The U.S. Forest Service and Southeast Alaska Conservation Council each held informational meetings about the proposed Couverden timber sale this week, bringing out some who say it's a reasonable offering to mills and others who call it unsustainable.
The timber sale, the first of its kind in the Juneau area in the past decade, would be about 30 air miles west of Juneau on the south Chilkat Peninsula along Icy Strait. The preferred alternative in the draft environmental impact statement calls for logging fewer than 800 acres and supplying 20 million board feet of timber to local sawmills.
Skagway resident Cory Thole, a member of a local conservation group there, attended the Forest Service's Tuesday public meeting to hear the agency's justification for the sale. Thole said he believes the sale is not a sustainable use of the forest, and expressed concern about the possibility of building more roads to implement it.
"Some of the alternatives (in the EIS) use only existing roads, and if there were to be any operations done, that would be the way to do it, not building new roads," Thole said.
Thole said he also attended the SEACC meeting, held later Tuesday evening, in order to submit spoken public comment. SEACC was unhappy with the Forest Service's decision not to hold a public hearing on the issue. The Forest Service has argued that written testimony is usually far more effective than spoken testimony.
SEACC member Jim Bentley of Juneau agreed.
"I feel if you really have a defensible stand either way, you should be able to get it down on paper. Public hearings tend to get out of hand," Bentley said.
Bentley said he supports the timber sale as a boost for the few remaining Southeast mills.
"I'd like to see a stable forest industry in Southeast that's tempered by our past experience 30, 40 years ago. Fifty-year contracts, we shouldn't go back to that," Bentley said.
About seven people showed up during the first hour of the three-hour meeting, and most were against the sale. Dave Carr of the Forest Service said about 25 people attended the meeting, and a couple submitted written comments. He said he didn't know what the comments said.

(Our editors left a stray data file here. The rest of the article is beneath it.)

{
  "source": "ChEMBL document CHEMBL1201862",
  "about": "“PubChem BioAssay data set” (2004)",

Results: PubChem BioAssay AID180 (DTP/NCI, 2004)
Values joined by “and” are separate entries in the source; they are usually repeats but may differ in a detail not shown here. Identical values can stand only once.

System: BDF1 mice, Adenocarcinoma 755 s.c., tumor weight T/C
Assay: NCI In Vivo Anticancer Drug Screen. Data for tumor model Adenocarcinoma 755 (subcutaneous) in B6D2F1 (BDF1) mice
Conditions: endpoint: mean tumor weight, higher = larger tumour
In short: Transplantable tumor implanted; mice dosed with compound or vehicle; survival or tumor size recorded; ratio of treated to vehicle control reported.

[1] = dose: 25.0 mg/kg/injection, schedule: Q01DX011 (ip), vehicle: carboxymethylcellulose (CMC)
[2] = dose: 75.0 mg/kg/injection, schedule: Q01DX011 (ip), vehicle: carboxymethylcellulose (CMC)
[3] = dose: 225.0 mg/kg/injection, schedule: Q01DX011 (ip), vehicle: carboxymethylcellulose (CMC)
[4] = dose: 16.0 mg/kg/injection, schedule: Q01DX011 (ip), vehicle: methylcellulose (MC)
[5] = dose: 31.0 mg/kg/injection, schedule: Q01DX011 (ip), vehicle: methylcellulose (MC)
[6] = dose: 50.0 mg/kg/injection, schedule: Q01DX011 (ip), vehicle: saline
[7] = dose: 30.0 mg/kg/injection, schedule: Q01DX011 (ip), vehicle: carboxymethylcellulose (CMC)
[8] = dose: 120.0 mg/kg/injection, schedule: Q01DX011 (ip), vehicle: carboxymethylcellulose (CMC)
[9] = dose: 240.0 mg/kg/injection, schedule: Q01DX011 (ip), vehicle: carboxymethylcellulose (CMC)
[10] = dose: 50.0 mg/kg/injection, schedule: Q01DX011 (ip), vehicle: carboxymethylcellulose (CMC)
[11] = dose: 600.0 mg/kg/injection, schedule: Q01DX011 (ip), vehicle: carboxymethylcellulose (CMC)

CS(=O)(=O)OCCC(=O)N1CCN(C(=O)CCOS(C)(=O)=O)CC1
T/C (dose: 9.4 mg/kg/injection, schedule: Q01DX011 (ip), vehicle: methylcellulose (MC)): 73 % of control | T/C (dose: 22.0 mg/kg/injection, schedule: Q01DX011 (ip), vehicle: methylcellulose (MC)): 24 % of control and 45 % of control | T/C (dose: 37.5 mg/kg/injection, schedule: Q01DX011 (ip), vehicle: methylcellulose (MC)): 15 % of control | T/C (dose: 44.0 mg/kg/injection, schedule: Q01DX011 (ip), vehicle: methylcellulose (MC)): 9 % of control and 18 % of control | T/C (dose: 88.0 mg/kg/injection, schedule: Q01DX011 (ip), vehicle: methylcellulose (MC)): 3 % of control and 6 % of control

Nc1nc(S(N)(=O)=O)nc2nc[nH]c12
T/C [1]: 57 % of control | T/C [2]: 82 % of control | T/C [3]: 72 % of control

Emily Ferry of SEACC said about 20 people attended the SEACC meeting. The group had said it would record public comment and send it to the Forest Service, but ended up not doing so, Ferry said.
"It was more of a conversational style, more educational. I think the broader concern that was expressed throughout the meeting was just the fact that Forest Service was ignoring reality and that the Couverden timber sale was one of many timber sales being offered," she said.
She said everyone who attended the meeting opposed the sale.
Owen Graham, executive director of the Alaska Forest Association, didn't return a call for comment by deadline.
Comments are due by March 29, and may be mailed to the Juneau Ranger District at 8465 Old Dairy Road; Juneau, AK; 99801-8041; faxed to (907) 586-8808, or e-mailed to firstname.lastname@example.org. Oral comments also may be scheduled by contacting Dave Carr at the Juneau Ranger District at 586-8800.
Masha Herbst can be reached at email@example.com.
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